To make matters worse, many of these encounters were with male and LGBTQIA+ individuals who statistically have higher rates of being sexually assaulted- and then less frequently outed- than straight females. According to the Human Rights Campaign website, for LGBTQIA+ survivors of sexual assault, their identities – and the discrimination they face surrounding those identities – often make them hesitant to seek help from police, hospitals, shelters, or rape crisis centers, the very resources that are supposed to help them. Statistics on the National Center for Lesbian Rights show that nearly half of bisexual men and four in ten gay men have experienced sexual violence. Transgender individuals are found to be the most harmed and the most likely to be affected in the LGBTQIA+ community. A whopping 64% of transgender people have experienced sexual assault in their lifetime.


Alexander Wang has since released a statement saying, “Over the last few days, I have been on the receiving end of baseless and grotesquely false accusations. These claims have been wrongfully amplified by social media accounts infamous for posting defamatory material from undisclosed and/or anonymous sources with zero evidence or any fact-checking whatsoever. Seeing these lies about me being perpetuated as truths has been infuriating. I have never engaged in the atrocious behavior described and would never conduct myself in the manner that’s been alleged. I intend to get to the bottom of this and hold accountable whoever is responsible for originating these claims and viciously spreading them online.”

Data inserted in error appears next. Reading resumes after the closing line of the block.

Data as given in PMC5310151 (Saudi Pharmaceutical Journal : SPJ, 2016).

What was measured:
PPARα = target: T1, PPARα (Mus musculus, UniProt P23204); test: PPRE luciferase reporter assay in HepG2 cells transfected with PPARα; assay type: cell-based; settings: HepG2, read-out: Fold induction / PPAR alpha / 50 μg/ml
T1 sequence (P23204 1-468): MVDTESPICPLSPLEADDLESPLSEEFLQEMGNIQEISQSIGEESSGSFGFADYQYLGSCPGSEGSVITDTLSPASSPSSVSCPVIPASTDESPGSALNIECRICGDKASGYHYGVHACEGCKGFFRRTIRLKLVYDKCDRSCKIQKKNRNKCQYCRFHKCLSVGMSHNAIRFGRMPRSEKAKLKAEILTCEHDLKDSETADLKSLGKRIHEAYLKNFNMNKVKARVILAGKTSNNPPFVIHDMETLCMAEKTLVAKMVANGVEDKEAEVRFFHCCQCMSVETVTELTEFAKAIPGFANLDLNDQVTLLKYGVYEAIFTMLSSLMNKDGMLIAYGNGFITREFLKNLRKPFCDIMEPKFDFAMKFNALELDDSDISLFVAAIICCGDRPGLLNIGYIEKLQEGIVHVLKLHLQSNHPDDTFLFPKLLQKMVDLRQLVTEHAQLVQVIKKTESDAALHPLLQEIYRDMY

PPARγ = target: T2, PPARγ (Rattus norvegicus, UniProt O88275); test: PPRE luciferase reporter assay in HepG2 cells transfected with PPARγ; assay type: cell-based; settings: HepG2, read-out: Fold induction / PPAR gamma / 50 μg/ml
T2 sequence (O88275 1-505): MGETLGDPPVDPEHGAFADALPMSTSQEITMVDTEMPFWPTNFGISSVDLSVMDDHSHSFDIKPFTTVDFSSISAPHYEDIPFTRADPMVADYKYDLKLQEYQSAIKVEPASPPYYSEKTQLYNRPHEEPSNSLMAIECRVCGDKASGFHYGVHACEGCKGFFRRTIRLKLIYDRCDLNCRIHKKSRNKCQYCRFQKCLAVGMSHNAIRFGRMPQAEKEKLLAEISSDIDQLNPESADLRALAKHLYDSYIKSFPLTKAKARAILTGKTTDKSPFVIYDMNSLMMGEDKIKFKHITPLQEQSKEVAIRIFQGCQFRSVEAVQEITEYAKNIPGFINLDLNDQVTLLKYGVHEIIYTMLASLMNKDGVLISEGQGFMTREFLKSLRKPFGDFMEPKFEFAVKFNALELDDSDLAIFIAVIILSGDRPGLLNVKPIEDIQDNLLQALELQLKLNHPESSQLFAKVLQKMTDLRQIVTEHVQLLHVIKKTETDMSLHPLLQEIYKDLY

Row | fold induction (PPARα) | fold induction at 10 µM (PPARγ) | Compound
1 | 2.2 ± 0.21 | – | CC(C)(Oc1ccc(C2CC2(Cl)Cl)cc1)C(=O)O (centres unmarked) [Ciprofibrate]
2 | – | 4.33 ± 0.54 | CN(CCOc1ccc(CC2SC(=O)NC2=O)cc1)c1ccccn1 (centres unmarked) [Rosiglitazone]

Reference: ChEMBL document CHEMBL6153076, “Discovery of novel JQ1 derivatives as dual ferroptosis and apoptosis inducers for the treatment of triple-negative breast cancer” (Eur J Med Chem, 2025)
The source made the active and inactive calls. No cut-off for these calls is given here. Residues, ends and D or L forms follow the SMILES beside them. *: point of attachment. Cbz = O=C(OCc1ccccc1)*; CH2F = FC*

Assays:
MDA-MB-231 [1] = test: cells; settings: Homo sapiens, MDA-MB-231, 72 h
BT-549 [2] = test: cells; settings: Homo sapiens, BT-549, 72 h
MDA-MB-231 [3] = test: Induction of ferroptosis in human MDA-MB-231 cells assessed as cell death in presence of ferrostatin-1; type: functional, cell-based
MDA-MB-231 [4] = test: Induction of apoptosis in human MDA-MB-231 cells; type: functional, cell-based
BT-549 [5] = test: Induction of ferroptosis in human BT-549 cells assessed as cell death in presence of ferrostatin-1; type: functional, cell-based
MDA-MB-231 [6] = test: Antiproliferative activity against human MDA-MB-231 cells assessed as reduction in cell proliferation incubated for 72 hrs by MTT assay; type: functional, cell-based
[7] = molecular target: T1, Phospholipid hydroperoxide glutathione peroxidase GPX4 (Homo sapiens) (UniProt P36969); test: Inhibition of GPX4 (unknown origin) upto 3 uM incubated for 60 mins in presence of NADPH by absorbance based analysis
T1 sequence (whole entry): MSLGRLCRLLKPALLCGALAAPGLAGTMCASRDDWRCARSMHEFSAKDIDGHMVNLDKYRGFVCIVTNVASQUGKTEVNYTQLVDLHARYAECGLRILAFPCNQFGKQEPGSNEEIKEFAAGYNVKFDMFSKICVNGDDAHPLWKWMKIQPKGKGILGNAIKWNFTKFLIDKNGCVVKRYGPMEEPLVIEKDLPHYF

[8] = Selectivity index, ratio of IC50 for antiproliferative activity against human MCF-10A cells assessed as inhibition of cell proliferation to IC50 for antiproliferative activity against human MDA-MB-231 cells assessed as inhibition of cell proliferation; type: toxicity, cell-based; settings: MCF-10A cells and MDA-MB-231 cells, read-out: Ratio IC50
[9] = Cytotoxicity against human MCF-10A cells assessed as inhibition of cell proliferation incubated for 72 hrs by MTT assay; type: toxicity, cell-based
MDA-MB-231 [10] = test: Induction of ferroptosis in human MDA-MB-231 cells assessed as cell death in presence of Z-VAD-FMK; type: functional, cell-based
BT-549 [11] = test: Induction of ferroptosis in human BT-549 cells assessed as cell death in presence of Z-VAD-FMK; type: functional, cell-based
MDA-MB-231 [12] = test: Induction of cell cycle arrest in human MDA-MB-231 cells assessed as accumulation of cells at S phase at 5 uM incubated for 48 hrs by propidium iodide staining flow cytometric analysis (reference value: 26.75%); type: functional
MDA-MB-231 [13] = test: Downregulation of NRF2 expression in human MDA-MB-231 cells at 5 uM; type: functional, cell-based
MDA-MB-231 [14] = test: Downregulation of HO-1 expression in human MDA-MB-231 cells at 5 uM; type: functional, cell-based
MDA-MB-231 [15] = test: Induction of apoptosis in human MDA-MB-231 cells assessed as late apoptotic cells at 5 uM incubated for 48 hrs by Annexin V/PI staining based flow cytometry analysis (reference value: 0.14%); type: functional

He has also since removed the ability to comment on his last few Instagram posts, in response to individuals calling him out.


A weak apology at best, Wang blames Instagram accounts @shitmodelmgmt and @diet_prada for defaming his name and promoting these allegations, however, many of the allegations had come from outside sources who, without accounts like these, would have little to no voice that can be heard. This statement has come with mixed reactions of people quickly shutting down the allegations in favor of supporting one of their favorite clothing brands. Many people have even said that these accusations have been attempts at gaining “clout” since the accusers have low status on social media. To this, Mooney responded that he now understands why survivors don’t come out about their stories, especially men, as frequently as they should due to the nature of the abuser having the bigger platform.


So, what does this mean for the rest of the fashion industry? With the amount of traction this story is holding, it is hopeful many others will follow suit and hold abusers in the fashion industry accountable. If the more well-known models step up and use their platform to promote awareness on topics such as this, the industry could be turned upside down for the better.


In the meantime, it is asked that we all stand in unison with the survivors by unfollowing his social media accounts @alexwangny and @alexanderwangny and boycotting his clothing line.


If you or someone you know has been sexually assaulted, there are some LGBTQIA+-friendly resources listed below (from Human Rights Campaign):

Let's Talk About It: A Transgender Survivor's Guide to Accessing Therapy

National Sexual Assault Hotline – can also refer you to a local rape crisis center

1-800-656-HOPE (4673) 24/7 or

Online Counseling at https://ohl.rainn.org/online/

Love is Respect Hotline

1-866-331-99474 (24/7) or Text “loveis” 22522

The Anti-Violence Project– serves people who are LGBTQIA+

Hotline 212-714-1124 Bilingual 24/7

LGBT National Help Center

National Hotline (1-888-843-4564) or National Youth Talkline (1-800-246-7743)

Online Peer Support Chat (https://www.glbthotline.org/peer-chat.html) or Weekly Youth Chatrooms (https://www.glbthotline.org/youthchatrooms.html)

National Domestic Violence Hotline

1-800-799-7233

Text LOVEIS to 22522

FORGE– serves transgender and gender non-conforming survivors of domestic and sexual violence; provides referrals to local counselors

The Network La Red– serves LGBTQIA+, poly, and kink/BDSM survivors of abuse; bilingual

Hotline - 617-742-4911

Northwest Network– serves LGBTQIA+ survivors of abuse; can provide local referrals

Hotline– 206-568-7777